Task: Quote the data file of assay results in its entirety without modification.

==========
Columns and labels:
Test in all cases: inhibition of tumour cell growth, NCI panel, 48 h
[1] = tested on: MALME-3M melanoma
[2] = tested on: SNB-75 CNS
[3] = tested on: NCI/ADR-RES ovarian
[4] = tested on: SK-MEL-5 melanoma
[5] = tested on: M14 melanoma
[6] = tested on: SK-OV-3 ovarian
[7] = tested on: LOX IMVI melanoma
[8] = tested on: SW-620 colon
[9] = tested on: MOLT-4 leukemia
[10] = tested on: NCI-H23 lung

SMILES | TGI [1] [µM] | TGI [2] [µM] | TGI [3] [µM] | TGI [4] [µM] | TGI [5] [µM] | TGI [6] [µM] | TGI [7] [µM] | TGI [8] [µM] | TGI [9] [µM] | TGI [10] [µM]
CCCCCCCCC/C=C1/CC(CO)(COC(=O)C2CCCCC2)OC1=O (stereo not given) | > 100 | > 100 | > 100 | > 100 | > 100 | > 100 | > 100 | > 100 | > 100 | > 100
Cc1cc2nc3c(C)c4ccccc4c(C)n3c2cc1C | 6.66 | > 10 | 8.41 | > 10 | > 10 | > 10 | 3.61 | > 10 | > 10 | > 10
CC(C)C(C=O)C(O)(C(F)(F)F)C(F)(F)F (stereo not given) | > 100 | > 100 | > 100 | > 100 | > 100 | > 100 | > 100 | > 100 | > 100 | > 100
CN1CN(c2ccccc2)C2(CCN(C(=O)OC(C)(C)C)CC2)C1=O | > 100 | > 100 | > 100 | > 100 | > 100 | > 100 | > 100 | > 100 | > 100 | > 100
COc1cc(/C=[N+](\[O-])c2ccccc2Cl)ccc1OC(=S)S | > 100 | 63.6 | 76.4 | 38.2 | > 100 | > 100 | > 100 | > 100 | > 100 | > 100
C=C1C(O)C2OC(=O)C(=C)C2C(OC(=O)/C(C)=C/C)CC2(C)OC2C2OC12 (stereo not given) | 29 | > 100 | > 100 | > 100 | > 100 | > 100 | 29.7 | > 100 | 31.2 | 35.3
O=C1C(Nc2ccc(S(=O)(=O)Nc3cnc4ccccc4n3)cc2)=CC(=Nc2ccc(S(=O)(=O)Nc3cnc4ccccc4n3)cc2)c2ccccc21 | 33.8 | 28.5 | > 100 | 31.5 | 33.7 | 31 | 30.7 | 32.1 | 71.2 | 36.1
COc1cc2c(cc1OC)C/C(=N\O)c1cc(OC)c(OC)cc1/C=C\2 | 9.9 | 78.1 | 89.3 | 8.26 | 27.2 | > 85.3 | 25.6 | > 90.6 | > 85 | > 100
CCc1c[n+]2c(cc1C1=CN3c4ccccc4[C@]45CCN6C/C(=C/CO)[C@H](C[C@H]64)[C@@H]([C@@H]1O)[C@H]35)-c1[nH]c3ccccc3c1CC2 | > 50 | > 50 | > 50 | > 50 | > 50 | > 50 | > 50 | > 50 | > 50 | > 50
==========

Columns and labels:
Test in all cases: inhibition of tumour cell growth, NCI panel, 48 h
[1] = tested on: MALME-3M melanoma
[2] = tested on: SNB-75 CNS
[3] = tested on: NCI/ADR-RES ovarian
[4] = tested on: SK-MEL-5 melanoma
[5] = tested on: M14 melanoma
[6] = tested on: SK-OV-3 ovarian
[7] = tested on: LOX IMVI melanoma
[8] = tested on: SW-620 colon
[9] = tested on: MOLT-4 leukemia
[10] = tested on: NCI-H23 lung

SMILES | TGI [1] [µM] | TGI [2] [µM] | TGI [3] [µM] | TGI [4] [µM] | TGI [5] [µM] | TGI [6] [µM] | TGI [7] [µM] | TGI [8] [µM] | TGI [9] [µM] | TGI [10] [µM]
CCCCCCCCC/C=C1/CC(CO)(COC(=O)C2CCCCC2)OC1=O (stereo not given) | > 100 | > 100 | > 100 | > 100 | > 100 | > 100 | > 100 | > 100 | > 100 | > 100
Cc1cc2nc3c(C)c4ccccc4c(C)n3c2cc1C | 6.66 | > 10 | 8.41 | > 10 | > 10 | > 10 | 3.61 | > 10 | > 10 | > 10
CC(C)C(C=O)C(O)(C(F)(F)F)C(F)(F)F (stereo not given) | > 100 | > 100 | > 100 | > 100 | > 100 | > 100 | > 100 | > 100 | > 100 | > 100
CN1CN(c2ccccc2)C2(CCN(C(=O)OC(C)(C)C)CC2)C1=O | > 100 | > 100 | > 100 | > 100 | > 100 | > 100 | > 100 | > 100 | > 100 | > 100
COc1cc(/C=[N+](\[O-])c2ccccc2Cl)ccc1OC(=S)S | > 100 | 63.6 | 76.4 | 38.2 | > 100 | > 100 | > 100 | > 100 | > 100 | > 100
C=C1C(O)C2OC(=O)C(=C)C2C(OC(=O)/C(C)=C/C)CC2(C)OC2C2OC12 (stereo not given) | 29 | > 100 | > 100 | > 100 | > 100 | > 100 | 29.7 | > 100 | 31.2 | 35.3
O=C1C(Nc2ccc(S(=O)(=O)Nc3cnc4ccccc4n3)cc2)=CC(=Nc2ccc(S(=O)(=O)Nc3cnc4ccccc4n3)cc2)c2ccccc21 | 33.8 | 28.5 | > 100 | 31.5 | 33.7 | 31 | 30.7 | 32.1 | 71.2 | 36.1
COc1cc2c(cc1OC)C/C(=N\O)c1cc(OC)c(OC)cc1/C=C\2 | 9.9 | 78.1 | 89.3 | 8.26 | 27.2 | > 85.3 | 25.6 | > 90.6 | > 85 | > 100
CCc1c[n+]2c(cc1C1=CN3c4ccccc4[C@]45CCN6C/C(=C/CO)[C@H](C[C@H]64)[C@@H]([C@@H]1O)[C@H]35)-c1[nH]c3ccccc3c1CC2 | > 50 | > 50 | > 50 | > 50 | > 50 | > 50 | > 50 | > 50 | > 50 | > 50